To the uninitiated, beets can be intimidating. They’re knobby, blood-red and taste a little like dirt. But there’s so much more to beetroot than meets the eye.
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“Beets are special,” says registered dietitian Camille Skoda, RD. “They’re one of very few fruits or vegetables that have that deep red-purple color, which provides a different set of nutrients and antioxidants than you’ll get from produce of other colors.”
And, with the right preparation, they can be surprisingly delicious. Here’s why you should give beets a second look.
Betalains: Pigments that pack a punch
What makes beets such gems? They get their jewel-like hue from betalains, a type of natural plant pigment that provides a health boost. Betalains contain:
- Antioxidants: These natural compounds protect your cells from damage. Antioxidants may lower the risk of heart disease, cancer or other diseases.
- Anti-inflammatory properties: Ongoing inflammation in the body is linked to several diseases, including Type 2 diabetes, high blood pressure, heart disease, asthma and obesity.
Those good-for-you pigments do have one small downside, however: “They can turn your urine bright red,” Skoda warns. “It can be kind of scary if you forget you’ve eaten beets. But it’s totally harmless.”
Betalains are just the tip of the iceberg. Beets have some other things going for them, too:
- Fiber: Beets are high in fiber. Fiber can help you control blood sugar levels, maintain a healthy weight, lower cholesterol and stay regular.
- Nitrates: “Beets contain nitrates, which help widen blood vessels,” Skoda says. “That can help with blood pressure and may also improve athletic performance and brain function.”
- Vitamins and minerals: “Beets — and beet greens — are a good source of folate, a B-vitamin that’s especially important during pregnancy,” Skoda explains. “They’re also a good source of potassium, magnesium and vitamin C.”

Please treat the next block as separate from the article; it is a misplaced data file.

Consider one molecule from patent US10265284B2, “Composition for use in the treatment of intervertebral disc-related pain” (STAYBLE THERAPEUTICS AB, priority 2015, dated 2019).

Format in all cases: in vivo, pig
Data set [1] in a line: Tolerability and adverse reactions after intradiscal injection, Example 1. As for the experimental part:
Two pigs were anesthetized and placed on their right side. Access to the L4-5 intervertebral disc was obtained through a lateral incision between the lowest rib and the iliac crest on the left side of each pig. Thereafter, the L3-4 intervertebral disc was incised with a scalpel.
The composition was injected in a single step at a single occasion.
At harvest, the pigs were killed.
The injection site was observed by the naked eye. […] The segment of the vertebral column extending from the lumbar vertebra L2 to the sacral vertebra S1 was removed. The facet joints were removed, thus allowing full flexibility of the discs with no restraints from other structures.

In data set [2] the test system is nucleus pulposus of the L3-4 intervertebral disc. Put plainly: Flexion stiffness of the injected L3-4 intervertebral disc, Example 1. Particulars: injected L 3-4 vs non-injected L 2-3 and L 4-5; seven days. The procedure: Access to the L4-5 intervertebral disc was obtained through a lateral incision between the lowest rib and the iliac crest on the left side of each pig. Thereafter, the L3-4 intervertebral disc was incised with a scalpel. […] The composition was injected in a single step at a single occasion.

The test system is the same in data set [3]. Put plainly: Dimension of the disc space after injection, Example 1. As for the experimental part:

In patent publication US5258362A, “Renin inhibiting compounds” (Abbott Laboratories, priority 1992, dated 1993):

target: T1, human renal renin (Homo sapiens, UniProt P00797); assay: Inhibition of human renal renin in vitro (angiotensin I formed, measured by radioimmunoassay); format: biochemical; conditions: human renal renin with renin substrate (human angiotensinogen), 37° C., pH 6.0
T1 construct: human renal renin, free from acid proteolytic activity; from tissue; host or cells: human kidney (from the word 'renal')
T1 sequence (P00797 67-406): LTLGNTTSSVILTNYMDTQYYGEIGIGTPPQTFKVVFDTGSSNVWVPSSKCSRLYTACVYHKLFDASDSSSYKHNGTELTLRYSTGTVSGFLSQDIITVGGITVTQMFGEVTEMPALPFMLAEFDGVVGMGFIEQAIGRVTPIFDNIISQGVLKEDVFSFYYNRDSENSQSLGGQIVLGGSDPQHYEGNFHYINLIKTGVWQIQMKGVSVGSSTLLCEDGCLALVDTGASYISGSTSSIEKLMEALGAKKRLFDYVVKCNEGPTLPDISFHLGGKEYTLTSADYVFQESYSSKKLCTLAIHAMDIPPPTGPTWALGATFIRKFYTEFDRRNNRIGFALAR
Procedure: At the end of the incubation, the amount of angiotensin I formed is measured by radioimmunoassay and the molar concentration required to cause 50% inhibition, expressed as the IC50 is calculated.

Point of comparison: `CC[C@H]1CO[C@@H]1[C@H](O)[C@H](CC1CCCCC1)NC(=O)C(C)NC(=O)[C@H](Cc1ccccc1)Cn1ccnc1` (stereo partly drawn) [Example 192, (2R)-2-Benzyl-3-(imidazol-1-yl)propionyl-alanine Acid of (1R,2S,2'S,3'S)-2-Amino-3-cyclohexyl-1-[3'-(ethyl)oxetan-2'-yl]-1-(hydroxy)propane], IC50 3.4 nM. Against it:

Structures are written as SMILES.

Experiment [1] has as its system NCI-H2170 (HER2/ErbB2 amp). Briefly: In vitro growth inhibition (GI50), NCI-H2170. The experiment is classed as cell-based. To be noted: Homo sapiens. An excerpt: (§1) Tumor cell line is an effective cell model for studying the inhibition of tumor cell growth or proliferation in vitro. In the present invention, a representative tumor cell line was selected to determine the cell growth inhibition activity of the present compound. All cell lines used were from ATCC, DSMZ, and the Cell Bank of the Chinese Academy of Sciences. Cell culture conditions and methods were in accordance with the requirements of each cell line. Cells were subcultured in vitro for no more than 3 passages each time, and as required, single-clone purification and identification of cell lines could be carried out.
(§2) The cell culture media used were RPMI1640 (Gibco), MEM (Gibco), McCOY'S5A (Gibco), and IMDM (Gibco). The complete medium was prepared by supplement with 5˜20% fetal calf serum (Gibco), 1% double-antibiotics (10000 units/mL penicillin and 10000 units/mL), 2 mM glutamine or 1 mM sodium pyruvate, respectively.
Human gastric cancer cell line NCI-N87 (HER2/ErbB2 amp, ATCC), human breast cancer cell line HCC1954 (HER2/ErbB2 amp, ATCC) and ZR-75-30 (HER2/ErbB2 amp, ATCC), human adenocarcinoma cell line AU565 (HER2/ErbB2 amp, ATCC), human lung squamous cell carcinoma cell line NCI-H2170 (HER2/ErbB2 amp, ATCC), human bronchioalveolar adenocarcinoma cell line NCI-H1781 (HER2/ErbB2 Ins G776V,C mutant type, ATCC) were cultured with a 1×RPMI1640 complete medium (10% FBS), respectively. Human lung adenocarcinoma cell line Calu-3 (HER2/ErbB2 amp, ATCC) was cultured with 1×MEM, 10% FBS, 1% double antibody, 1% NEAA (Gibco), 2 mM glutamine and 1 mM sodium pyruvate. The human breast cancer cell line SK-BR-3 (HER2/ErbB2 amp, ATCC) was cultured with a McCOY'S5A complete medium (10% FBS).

Beet bounty: A rainbow of benefits
A healthy diet is a colorful diet. Different plant colors mean different plant nutrients. “Try to eat something from every color of the rainbow each day,” Skoda says.
Beets make it easy since they come in their own mini-rainbow:
- Red and purple beets are especially high in a type of betalain called betacyanins.
- Yellow or golden beets are packed with a different group of betalain, called betaxanthins. (If you’re freaked out by red pee, these are your go-to beets!)
- Beet greens are a deep, rich green — a sign they’re full of good stuff. “They’re a really terrific source of B vitamins and definitely not something to be wasted,” Skoda says. They’re great sauteed or tossed into a salad.
How to eat beets
Now you know why beets reign supreme. So how can you add them to your diet?
Crank your can opener
Canned beets are as easy as it gets. Slice them up for a salad. Or blend them with hummus for a pretty pink dip. “If you don’t love beets’ earthy flavor, mixing it into a dip balances it a bit,” Skoda says. “Just make sure to look for canned beets without added salt or extra ingredients,” she adds.
Preheat your oven
Roasting beets brings out their earthy-sweet goodness. “You can also slice them thin and dry them in the oven to make crunchy beet chips,” Skoda says.
Grab a glass
Beet juice doesn’t contain the fiber of whole beets. But juice can be a good way to kick up the beets if you’re using them for a brain boost or athletic enhancement, Skoda says. Most grocery stores carry beet juice. You can even find powdered beet juice supplements in the fitness section of groceries or vitamin stores.
Do beets have a downside?
Before you start beet-loading, a word of caution: Beets are rich in oxalates, which can contribute to kidney stones. If you have kidney stones, it’s best to enjoy beetroots and beet greens in moderation, Skoda says.
For most healthy people, though, oxalates aren’t an issue. As part of a balanced, varied diet, you simply can’t beat beets.